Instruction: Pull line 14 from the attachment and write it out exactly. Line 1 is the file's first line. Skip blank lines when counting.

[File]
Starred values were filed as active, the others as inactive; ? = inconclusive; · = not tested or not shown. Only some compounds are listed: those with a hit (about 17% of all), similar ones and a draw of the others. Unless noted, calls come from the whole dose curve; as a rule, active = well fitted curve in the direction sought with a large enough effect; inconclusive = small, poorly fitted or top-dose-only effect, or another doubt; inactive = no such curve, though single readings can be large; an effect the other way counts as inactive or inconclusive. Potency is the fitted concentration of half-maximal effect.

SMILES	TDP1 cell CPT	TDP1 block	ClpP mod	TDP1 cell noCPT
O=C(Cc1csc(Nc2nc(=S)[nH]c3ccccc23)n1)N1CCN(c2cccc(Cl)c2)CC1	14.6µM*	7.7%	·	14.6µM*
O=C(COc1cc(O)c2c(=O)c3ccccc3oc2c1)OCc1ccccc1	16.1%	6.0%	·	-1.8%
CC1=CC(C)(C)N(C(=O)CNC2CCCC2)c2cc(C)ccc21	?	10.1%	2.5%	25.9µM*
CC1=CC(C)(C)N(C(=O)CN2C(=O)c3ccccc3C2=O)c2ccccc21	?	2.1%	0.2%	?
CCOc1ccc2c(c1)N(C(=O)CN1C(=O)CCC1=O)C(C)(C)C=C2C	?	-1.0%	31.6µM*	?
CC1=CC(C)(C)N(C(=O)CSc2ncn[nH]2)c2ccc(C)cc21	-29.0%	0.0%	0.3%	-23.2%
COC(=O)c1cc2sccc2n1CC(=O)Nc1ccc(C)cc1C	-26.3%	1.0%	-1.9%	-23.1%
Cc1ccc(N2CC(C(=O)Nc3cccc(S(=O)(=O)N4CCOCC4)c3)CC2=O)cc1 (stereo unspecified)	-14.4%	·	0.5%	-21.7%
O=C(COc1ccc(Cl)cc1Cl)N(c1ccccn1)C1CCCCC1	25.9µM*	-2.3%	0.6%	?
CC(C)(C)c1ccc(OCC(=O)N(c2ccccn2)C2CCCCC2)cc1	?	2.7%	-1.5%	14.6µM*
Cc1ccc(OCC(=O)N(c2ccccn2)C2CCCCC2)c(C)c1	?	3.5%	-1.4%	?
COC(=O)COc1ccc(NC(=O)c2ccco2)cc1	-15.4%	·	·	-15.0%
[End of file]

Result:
COC(=O)COc1ccc(NC(=O)c2ccco2)cc1	-15.4%	·	·	-15.0%